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Ann Med. 1995 Feb;27(1):73-8.

Genetic changes in ovarian cancer.

Author information

1
Department of Clinical Genetics, University Hospital, Lund, Sweden.

Abstract

The development of cancer is a multistep process involving accumulation of genetic changes which progressively transform normal cells to neoplastic cells. During the last few years, our understanding and knowledge of the genetic changes involved in ovarian carcinogenesis have increased dramatically. In this review I will focus on karyotypic abnormalities in ovarian cancer and will also refer to molecular studies involving alterations in oncogenes and tumour suppressor genes in ovarian tumorigenesis. Cytogenetic analyses have identified two distinct subgroups. Simple karyotypic changes, trisomy 12 being the most common aberration in this group, are recurrently found in well differentiated ovarian carcinomas. Complex karyotypic abnormalities, including predominantly chromosome losses, deletions and unbalanced translocations, are found in moderately and poorly differentiated carcinomas. The bands and regions most commonly involved in structural rearrangements have been, in decreasing order of frequency, 19p13, 1p36, 1q21, 1q23-25, 3p11-13, 6q21, 19q13, 11p13-15, 11q13, 11q23, 12q24, 12p11-13, and 7p13-22. The finding of identical karyotypic and other genetic changes in tumour samples taken from different sites, such as tumours from both ovaries and omental metastases, indicate that ovarian cancer is of unicentric origin with subsequent metastatic spread giving rise to multiple implants. Molecular genetic changes important in ovarian cancer involve both classes of tumor-associated genes: RAS activation is generally not observed in ovarian cancer. Alterations of MYC1, ERBB2, AKT2, TP53 has been described in some ovarian carcinomas. The temporal relationship of these mutations, i.e. early or late events in ovarian carcinogenesis, remains to be determined.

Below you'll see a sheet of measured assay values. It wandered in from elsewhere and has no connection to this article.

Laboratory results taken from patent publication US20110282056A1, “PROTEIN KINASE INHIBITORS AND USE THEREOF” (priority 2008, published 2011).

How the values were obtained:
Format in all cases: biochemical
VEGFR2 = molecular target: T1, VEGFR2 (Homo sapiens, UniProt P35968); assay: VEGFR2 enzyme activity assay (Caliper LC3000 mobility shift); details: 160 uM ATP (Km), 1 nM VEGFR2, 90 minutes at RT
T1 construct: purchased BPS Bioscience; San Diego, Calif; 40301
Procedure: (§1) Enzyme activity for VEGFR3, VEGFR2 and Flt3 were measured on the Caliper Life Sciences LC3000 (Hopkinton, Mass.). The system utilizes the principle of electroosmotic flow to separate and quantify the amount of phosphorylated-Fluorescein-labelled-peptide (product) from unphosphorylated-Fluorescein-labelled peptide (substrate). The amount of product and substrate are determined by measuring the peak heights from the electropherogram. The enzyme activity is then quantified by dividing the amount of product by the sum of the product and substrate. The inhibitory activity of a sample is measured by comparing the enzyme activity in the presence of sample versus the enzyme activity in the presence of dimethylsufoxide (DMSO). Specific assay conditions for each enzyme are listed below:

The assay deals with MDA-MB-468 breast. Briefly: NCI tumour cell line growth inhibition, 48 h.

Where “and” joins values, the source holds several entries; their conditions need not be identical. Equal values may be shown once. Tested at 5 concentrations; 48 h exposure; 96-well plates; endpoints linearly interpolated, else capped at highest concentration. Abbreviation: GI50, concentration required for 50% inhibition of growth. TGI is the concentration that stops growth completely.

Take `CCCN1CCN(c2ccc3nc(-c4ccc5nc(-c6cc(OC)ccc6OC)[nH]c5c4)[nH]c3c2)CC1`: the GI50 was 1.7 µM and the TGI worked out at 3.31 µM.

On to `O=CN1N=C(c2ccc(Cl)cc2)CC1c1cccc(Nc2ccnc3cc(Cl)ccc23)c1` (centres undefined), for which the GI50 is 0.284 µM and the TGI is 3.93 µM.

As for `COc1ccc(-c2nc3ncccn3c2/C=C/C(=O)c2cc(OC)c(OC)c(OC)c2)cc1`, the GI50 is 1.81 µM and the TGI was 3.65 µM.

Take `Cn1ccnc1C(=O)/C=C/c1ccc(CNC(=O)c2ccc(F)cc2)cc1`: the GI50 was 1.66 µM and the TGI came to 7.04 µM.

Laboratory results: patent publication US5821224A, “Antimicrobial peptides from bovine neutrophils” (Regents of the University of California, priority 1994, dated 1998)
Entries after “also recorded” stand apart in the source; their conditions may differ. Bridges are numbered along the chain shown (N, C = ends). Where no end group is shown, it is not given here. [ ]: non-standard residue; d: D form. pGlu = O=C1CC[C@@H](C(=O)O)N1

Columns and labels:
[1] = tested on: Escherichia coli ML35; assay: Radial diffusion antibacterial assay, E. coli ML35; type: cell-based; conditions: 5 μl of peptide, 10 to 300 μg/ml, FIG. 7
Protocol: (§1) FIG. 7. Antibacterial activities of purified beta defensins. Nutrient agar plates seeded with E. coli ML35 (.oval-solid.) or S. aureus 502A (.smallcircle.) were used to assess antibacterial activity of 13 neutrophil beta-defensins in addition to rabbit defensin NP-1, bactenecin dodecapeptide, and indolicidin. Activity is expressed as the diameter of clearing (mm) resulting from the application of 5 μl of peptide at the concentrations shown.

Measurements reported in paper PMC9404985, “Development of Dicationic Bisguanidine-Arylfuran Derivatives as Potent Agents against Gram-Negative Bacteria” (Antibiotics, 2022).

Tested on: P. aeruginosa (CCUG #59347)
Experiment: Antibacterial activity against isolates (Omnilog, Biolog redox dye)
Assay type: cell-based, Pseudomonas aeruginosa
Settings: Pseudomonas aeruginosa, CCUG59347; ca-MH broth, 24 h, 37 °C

PMID:
7742004
DOI:
10.3109/07853899509031940
[Indexed for MEDLINE]

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